CARPHA concerned about stigma, discrimination of monkeypox


The Caribbean Public Health Agency (CARPHA) has issued a call for member states to not stigmatise and discriminate against persons who test positive for monkeypox.

During a virtual media briefing on Wednesday, Executive Director, Dr Joy St. John said stigmatisation and discrimination can potentially deter persons from coming forward and accessing services. This she explained can lead to cases going undetected by health authorities, thereby increasing the spread of the disease.

“We really don’t want the establishment of monkeypox so it is going to be really important to not create an environment where people must hide because when they hide, this is when we can get disease spreading,” Dr St. John explained.

Executive Director, Dr Joy St. John

Nine cases of monkeypox have been recorded in the region thus far in the Bahamas, Barbados, Bermuda, the Dominican Republic, Jamaica and Martinique.

The World Health Organization (WHO) declared the monkeypox outbreak a public health emergency. While Guyana has not detected any cases, the local health authorities have made efforts to expand capacity to diagnose and treat the disease.

WHO said 99% of all monkeypox cases worldwide were in men and of those, 98% involved men who have sex with men. But it must be noted that anyone can contract the disease.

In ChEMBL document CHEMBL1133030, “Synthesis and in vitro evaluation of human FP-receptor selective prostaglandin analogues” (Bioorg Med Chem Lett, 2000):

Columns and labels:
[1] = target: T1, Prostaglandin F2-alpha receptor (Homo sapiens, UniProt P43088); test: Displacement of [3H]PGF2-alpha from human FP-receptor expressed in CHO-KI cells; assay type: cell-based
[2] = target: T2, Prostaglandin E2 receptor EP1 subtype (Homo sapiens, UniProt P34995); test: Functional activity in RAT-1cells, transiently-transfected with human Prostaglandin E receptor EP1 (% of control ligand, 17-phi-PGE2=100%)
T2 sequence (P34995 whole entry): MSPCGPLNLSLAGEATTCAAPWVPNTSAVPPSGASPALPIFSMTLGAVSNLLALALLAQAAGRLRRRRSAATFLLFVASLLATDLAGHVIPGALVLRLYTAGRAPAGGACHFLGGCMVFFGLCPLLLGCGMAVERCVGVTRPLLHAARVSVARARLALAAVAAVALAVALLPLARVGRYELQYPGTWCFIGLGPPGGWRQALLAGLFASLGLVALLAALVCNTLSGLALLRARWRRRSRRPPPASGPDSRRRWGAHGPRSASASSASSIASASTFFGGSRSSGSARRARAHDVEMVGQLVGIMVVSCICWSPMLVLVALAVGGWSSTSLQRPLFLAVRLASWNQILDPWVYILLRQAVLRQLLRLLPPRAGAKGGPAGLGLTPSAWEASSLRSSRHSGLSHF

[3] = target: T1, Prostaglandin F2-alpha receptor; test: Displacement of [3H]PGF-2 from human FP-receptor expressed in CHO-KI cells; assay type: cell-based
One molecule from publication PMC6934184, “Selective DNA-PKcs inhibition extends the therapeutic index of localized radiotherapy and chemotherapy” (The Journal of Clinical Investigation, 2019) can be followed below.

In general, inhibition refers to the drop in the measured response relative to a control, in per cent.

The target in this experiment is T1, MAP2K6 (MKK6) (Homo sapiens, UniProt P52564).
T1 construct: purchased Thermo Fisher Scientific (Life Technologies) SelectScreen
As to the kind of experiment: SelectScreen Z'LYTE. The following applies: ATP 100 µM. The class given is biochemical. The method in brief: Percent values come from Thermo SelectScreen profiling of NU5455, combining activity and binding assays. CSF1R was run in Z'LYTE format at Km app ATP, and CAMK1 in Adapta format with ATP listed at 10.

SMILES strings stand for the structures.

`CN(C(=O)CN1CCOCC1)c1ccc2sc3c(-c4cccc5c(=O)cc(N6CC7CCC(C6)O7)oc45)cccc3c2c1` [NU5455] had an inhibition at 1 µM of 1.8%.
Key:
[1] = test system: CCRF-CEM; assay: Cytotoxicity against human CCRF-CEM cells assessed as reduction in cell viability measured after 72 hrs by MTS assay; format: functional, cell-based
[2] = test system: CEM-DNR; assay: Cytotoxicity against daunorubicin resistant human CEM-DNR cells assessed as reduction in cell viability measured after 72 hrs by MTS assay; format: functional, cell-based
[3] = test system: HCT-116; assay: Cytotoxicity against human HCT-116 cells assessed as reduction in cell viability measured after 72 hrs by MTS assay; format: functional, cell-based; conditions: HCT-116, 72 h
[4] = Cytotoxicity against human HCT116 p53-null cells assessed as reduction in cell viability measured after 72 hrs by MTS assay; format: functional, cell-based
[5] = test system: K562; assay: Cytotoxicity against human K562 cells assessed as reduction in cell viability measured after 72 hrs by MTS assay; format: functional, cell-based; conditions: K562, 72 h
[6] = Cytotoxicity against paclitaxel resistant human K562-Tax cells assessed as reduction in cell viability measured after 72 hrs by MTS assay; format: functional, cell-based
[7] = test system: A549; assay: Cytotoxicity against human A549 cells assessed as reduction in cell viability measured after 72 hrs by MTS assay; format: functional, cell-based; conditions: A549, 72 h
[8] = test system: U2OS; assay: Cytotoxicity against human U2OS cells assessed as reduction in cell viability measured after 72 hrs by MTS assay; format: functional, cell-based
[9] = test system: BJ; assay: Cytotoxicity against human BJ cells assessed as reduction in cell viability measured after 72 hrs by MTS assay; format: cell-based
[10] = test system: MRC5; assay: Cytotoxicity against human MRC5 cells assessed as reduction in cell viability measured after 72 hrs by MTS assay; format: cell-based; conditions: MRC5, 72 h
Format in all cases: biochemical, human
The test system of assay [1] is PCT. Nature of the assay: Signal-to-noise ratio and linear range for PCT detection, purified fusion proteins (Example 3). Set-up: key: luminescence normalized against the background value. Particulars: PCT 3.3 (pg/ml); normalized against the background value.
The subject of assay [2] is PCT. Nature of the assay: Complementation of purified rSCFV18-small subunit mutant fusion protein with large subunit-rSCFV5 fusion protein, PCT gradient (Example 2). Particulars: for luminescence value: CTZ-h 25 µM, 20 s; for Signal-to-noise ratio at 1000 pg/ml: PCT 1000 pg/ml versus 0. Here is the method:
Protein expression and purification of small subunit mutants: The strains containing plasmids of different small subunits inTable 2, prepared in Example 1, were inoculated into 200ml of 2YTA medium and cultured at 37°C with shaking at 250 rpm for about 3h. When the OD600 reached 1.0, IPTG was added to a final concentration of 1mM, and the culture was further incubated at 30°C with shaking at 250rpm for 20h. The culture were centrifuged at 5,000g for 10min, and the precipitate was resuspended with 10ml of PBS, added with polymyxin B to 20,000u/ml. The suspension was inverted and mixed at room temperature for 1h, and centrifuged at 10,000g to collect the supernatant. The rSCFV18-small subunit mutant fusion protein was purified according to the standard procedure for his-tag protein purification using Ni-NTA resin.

CARPHA is urging all communities to be alert and aware of the disease.


Turning her attention to the recent case of polio detected in the United States, CARPHA’s Executive Director said she is particularly concerned because “When the US sneezes, the Caribbean catches the cold.”

But more so, Dr St. John revealed that the “regular” vaccination coverage has dropped off and polio, unfortunately, has not been getting the coverage it needs.

“The thing about polio is once you have a severe infection and you become paralysed, you cannot treat, you cannot reverse and you may not be paralysed but more than likely someone else will get it from you,” Dr. St. John said.

Polio, a common concern cause of paralysis in children has not been seen in the Caribbean since 1994. This is a result of good vaccination coverage and surveillance.

In the meantime, CARPHA will continue to coordinate efforts to assist in reducing the importation of new communicable diseases and strengthen the region’s health systems to effectively manage all communicable diseases.

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